Chronic illnesses can cause high blood pressure, fatigue, muscle pain, weakness, and breathing problems. In addition, certain chronic illnesses can also cause oral signs and symptoms. While oral manifestations of chronic diseases often show up in the late stages, they can sometimes be the first symptoms people notice. Here are some chronic disease symptoms that your family dentist may notice during your routine examination.
Small purple dots known as petechiae can show up on your gums, under your tongue, and even on the insides of your cheeks. They can be caused by oral injuries and certain medications such as prescription anticoagulant drugs and aspirin, however, they may also alert your family dentist to the presence of a chronic illness. For example, the presence of oral petechiae may mean that you have a chronic blood disease such as anemia, liver disease, or platelet disorder.
Your family dentist may be even more suspicious of a chronic illness if your petechiae are accompanied by heavy bleeding during your dental examination. While minor bleeding during a dental examination or teeth cleaning is not alarming, profuse bleeding or bleeding that is difficult to control may prompt your dentist to recommend that you visit your primary care physician for further evaluation.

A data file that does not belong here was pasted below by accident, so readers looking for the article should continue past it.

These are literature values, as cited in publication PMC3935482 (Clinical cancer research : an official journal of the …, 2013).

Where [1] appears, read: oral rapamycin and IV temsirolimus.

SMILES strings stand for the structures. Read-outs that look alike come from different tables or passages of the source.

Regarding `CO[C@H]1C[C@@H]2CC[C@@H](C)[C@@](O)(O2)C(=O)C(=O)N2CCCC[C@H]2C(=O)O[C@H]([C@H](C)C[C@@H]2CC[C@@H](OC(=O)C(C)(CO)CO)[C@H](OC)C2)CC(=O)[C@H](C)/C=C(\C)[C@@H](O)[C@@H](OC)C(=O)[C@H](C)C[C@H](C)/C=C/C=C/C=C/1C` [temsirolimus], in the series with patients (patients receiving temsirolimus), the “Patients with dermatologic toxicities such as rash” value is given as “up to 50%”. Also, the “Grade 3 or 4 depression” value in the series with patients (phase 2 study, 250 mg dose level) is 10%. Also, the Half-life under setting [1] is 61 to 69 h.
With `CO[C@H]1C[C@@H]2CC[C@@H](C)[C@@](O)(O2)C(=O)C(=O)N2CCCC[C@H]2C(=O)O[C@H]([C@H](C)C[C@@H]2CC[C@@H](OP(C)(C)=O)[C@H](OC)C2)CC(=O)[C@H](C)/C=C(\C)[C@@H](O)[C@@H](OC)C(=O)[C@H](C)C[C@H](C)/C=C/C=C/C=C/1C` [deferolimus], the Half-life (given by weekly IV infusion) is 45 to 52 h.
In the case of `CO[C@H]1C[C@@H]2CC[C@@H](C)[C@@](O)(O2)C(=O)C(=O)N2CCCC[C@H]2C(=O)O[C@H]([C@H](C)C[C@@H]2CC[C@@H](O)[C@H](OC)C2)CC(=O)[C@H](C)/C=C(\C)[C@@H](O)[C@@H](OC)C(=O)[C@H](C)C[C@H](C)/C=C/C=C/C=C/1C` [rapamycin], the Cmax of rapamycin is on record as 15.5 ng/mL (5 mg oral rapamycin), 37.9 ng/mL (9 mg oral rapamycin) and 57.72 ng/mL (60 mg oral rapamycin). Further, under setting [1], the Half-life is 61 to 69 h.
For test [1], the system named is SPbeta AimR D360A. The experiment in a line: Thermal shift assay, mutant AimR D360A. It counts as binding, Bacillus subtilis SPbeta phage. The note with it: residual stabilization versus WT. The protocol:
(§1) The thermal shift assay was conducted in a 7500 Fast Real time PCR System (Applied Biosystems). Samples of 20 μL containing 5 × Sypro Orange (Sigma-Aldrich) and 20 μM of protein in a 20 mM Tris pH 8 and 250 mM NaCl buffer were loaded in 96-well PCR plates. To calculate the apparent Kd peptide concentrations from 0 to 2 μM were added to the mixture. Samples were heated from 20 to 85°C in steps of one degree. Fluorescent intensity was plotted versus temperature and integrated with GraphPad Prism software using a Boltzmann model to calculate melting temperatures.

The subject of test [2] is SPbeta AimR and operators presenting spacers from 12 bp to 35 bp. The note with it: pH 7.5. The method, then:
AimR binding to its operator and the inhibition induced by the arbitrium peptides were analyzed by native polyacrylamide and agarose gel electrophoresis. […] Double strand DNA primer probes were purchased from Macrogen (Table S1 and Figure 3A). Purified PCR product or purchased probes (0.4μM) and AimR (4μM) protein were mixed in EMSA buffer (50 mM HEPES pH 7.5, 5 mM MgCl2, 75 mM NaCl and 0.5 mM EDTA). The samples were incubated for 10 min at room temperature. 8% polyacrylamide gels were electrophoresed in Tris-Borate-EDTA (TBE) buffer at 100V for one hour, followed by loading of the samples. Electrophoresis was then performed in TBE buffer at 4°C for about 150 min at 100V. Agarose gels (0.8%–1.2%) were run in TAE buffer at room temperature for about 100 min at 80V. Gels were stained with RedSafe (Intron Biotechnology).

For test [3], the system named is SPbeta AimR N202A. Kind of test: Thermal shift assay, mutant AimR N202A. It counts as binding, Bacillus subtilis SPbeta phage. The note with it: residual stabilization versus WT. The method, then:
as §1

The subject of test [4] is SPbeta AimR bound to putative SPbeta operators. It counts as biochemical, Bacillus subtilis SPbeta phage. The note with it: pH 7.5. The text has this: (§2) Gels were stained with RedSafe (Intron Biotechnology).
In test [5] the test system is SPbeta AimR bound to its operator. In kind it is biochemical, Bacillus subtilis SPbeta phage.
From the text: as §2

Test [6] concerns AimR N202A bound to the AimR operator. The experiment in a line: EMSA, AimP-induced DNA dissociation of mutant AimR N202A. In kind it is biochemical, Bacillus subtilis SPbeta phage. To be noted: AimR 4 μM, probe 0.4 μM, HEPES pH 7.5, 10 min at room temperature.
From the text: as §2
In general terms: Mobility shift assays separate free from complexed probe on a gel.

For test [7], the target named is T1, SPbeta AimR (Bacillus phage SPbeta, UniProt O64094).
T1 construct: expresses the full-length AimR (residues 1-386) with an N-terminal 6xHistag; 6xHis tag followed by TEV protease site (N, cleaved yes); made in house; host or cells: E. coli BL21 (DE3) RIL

If you have white patches on your tongue or throat, your family dentist may ask you if you have a history of diabetes. White patches inside the mouth are often caused by a yeast infection known as candidiasis. While yeast infections can be related to a number of different causes, those with diabetes, especially long-standing diabetes or uncontrolled diabetes, may be at a heightened risk for developing oral candidiasis infections.
If you have white patches on your tongue that you can scrape off, especially if they bleed or become irritated when touched, see your dentist. Antifungal rinses can help treat oral candidiasis infections. If, however, they are caused by diabetes, you will need to maintain tight control of blood glucose levels to help lower your risk for further oral yeast infections. Other causes of oral yeast infections and white patches include the use of antibiotics and suppressed immunity.
If you develop any of the above oral signs and symptoms, make an appointment with your family dentist. If they determine that your symptoms may be related to a chronic or acute illness, they will ask you to visit your primary care doctor so that a treatment plan can be recommended.Share